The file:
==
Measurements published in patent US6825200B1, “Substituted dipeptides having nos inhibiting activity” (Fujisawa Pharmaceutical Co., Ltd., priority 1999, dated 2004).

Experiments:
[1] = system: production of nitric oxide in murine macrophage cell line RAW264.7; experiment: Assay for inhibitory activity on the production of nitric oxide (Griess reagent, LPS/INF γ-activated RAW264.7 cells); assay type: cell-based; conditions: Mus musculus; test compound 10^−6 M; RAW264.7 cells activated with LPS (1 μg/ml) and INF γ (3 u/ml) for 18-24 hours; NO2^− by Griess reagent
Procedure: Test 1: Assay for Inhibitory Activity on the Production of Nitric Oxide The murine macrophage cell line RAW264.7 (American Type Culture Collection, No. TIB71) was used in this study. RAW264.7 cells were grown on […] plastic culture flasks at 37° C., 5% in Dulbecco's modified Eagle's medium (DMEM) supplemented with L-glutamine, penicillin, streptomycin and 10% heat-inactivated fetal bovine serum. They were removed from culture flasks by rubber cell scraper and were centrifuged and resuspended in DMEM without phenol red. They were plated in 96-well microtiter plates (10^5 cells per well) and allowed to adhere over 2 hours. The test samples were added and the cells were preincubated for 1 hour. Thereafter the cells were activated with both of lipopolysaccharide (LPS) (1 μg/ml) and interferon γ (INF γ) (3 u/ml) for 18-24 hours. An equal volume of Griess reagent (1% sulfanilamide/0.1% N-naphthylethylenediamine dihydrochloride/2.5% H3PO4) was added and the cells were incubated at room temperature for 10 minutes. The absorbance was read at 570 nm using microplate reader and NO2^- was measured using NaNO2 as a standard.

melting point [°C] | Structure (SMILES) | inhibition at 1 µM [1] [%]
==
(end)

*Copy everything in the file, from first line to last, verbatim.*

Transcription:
Measurements published in patent US6825200B1, “Substituted dipeptides having nos inhibiting activity” (Fujisawa Pharmaceutical Co., Ltd., priority 1999, dated 2004).

Experiments:
[1] = system: production of nitric oxide in murine macrophage cell line RAW264.7; experiment: Assay for inhibitory activity on the production of nitric oxide (Griess reagent, LPS/INF γ-activated RAW264.7 cells); assay type: cell-based; conditions: Mus musculus; test compound 10^−6 M; RAW264.7 cells activated with LPS (1 μg/ml) and INF γ (3 u/ml) for 18-24 hours; NO2^− by Griess reagent
Procedure: Test 1: Assay for Inhibitory Activity on the Production of Nitric Oxide The murine macrophage cell line RAW264.7 (American Type Culture Collection, No. TIB71) was used in this study. RAW264.7 cells were grown on […] plastic culture flasks at 37° C., 5% in Dulbecco's modified Eagle's medium (DMEM) supplemented with L-glutamine, penicillin, streptomycin and 10% heat-inactivated fetal bovine serum. They were removed from culture flasks by rubber cell scraper and were centrifuged and resuspended in DMEM without phenol red. They were plated in 96-well microtiter plates (10^5 cells per well) and allowed to adhere over 2 hours. The test samples were added and the cells were preincubated for 1 hour. Thereafter the cells were activated with both of lipopolysaccharide (LPS) (1 μg/ml) and interferon γ (INF γ) (3 u/ml) for 18-24 hours. An equal volume of Griess reagent (1% sulfanilamide/0.1% N-naphthylethylenediamine dihydrochloride/2.5% H3PO4) was added and the cells were incubated at room temperature for 10 minutes. The absorbance was read at 570 nm using microplate reader and NO2^- was measured using NaNO2 as a standard.

melting point [°C] | Structure (SMILES) | inhibition at 1 µM [1] [%]